Peter Temin on the strange death of economic history

Peter Temin recounts in this paper the vanishing (apparently complete by 2010) of economic history from the MIT curriculum. History of thought has probably vanished even before, if it was taught at all. He says that:
"Economic history at MIT reached its peak in the 1970s with three teachers* of the subject to graduates and undergraduates alike. It declined until economic history vanished both from the faculty and the graduate program around 2010."
He notes that the most famous economic historian graduated from MIT was Christina Romer, which, it must be emphasized, in her famous paper on the Great Depression claims that fiscal policy (and to a great extent the New Deal) was not responsible for the recovery. For her it was the non-sterilized inflows of gold that increased the money supply [yep, the most important historian graduated at MIT is more of a Monetarist than a Keynesian; New Keynesians are peculiar that way; for more go here].

Ideologically this is the result of the same forces that led to Fukuyama's hubristic announcement of the death of history after the fall of real communism in Eastern Europe. And the New Economic History, that received two of the Sveriges Riksbank Prize in Economics (aka the Nobel, but not really) given to North and Fogel, is part of the problem, as Temin notes. He says:
"In terms of the class struggle ... the coalition of theory and econometrics left economic history out of power in the counsels of economics. Proponents of the New Economic History were using more and more econometrics in their work, but they were no match for theorists."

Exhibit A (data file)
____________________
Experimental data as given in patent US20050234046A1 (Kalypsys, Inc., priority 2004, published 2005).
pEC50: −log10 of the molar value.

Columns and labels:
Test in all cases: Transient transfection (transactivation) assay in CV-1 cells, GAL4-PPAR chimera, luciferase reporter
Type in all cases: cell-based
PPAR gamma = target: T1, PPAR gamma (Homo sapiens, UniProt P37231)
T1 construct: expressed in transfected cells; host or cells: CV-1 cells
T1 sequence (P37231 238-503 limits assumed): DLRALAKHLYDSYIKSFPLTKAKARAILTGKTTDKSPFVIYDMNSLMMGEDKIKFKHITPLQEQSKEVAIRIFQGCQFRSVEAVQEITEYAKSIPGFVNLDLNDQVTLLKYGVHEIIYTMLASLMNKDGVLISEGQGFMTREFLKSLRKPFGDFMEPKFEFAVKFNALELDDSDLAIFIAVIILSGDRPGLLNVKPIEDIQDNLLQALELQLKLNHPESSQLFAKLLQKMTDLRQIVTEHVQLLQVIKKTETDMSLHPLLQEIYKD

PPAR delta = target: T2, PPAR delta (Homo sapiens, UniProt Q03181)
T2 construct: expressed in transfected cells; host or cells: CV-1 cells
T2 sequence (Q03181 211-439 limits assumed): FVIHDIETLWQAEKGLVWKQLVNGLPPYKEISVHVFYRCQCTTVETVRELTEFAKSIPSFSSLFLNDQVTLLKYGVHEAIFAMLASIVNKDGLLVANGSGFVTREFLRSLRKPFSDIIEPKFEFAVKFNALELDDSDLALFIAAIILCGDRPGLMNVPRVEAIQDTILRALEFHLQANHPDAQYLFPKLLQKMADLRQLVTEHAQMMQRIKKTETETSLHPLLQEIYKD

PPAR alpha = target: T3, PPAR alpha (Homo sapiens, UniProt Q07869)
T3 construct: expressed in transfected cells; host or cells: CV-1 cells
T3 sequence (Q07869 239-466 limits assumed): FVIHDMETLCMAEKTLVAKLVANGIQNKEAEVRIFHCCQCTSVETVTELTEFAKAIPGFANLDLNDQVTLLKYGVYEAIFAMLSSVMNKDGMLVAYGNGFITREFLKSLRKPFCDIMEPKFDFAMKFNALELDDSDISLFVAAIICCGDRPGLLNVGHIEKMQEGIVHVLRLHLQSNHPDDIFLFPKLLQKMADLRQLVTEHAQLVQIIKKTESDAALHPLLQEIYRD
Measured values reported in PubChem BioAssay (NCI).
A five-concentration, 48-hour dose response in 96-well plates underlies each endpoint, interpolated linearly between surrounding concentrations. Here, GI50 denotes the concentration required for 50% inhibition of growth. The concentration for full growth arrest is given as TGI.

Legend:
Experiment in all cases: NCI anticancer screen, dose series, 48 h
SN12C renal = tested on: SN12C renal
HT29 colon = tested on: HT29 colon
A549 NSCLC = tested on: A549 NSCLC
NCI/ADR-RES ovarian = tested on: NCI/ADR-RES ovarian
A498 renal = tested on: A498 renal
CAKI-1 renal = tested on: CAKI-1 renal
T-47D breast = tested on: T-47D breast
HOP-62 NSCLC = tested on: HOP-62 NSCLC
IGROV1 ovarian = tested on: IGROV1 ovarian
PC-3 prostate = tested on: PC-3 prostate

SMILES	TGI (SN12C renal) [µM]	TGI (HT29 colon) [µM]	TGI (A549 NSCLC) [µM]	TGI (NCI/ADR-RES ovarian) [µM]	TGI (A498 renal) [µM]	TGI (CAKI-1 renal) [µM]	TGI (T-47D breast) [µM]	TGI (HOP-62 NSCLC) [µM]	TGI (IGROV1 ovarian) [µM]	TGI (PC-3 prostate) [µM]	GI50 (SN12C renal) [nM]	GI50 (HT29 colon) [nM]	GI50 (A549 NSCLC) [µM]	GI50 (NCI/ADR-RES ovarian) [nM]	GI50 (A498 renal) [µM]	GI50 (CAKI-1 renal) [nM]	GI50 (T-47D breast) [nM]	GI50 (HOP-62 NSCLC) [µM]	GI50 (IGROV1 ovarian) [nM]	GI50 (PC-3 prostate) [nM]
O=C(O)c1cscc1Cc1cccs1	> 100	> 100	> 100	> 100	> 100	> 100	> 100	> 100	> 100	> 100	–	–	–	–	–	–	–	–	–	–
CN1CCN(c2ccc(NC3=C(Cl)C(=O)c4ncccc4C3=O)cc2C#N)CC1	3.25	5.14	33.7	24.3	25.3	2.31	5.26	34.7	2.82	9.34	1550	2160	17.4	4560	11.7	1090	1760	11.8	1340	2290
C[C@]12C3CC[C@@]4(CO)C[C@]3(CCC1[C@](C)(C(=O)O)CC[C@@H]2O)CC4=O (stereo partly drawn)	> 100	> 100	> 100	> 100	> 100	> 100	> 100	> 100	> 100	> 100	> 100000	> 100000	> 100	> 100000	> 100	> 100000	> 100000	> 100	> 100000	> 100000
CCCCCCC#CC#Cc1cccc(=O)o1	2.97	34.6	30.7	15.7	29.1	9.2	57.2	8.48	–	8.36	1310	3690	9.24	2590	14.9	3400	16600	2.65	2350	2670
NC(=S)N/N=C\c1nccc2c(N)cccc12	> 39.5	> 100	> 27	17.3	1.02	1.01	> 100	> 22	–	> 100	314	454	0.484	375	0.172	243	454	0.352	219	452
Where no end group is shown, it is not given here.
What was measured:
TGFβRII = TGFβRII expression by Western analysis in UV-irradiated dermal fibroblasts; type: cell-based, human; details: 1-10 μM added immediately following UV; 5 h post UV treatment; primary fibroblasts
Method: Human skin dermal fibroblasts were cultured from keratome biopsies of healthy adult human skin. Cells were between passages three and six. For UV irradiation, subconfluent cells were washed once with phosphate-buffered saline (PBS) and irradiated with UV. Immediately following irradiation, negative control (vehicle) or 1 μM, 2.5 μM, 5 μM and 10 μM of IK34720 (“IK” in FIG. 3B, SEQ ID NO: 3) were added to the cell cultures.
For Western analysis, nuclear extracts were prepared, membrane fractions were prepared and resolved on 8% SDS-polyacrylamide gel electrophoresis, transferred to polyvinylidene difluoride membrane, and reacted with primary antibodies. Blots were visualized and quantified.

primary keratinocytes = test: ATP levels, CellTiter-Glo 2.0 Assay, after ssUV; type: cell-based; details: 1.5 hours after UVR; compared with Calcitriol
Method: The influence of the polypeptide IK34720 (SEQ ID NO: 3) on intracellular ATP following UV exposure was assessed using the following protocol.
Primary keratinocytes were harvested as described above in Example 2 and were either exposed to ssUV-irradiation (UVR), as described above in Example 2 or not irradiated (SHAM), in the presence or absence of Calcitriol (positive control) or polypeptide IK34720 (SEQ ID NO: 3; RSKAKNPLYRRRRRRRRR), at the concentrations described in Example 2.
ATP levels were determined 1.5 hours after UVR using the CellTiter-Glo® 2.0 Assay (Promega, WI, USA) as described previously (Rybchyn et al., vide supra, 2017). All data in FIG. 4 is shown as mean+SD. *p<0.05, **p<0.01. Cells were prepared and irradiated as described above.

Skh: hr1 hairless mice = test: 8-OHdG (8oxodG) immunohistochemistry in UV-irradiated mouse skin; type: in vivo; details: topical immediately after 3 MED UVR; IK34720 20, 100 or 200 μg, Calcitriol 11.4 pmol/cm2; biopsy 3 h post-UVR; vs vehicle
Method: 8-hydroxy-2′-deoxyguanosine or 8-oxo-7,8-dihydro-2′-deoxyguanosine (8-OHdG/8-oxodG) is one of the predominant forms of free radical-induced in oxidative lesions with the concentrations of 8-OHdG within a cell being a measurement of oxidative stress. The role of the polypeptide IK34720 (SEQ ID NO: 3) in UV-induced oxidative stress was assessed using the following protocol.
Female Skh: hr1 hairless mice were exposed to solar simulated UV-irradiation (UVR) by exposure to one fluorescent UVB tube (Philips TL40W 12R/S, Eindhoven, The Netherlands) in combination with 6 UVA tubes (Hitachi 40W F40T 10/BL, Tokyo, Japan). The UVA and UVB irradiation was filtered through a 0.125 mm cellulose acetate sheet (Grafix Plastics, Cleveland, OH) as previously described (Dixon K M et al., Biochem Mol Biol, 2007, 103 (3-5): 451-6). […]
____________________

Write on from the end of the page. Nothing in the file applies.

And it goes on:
That is why Temin does not consider the work of Acemoglu, including his recent Why Nations Fail to be good economic history. In his words the book:
"is an example of Whig history in which good policies make for progress and bad policies preclude it. Only transitions from bad to good are considered in this colorful but still monotonic story. The clear implication is that if countries can copy the policies of English-speaking countries, they will prosper."
For my critique of the book go here. At any rate, economic history, as well as history of economic thought, should be at the center of the teaching of economics.

* Temin who was hired to replace W.W. Rostow, Evsey Domar and C. P. Kindleberger.


  1. Will it get better with The Economist ravaging Philip Mirowski's new book "Never Let a Serious Crisis Go to Waste" for his style over his content. [See comment here: ]
    I think it is understood that Mirowski likes long sentences with many clauses but not everyone is Ernest Hemmingway nor should everyone aspire to be. Without an appreciation for economic history, the history of economic thought, and if I may add, political philosophy, we will get a lot of re-inventing of the wheel from those who think they know it all but who should know better. If there is any discipline that should embrace cross pollination it is economics; instead we have what other disciplines (e.g. political science, sociology) see as imperialism by abstraction.

    1. Thanks Arijit, I had not seen the review of Mirowski's book.


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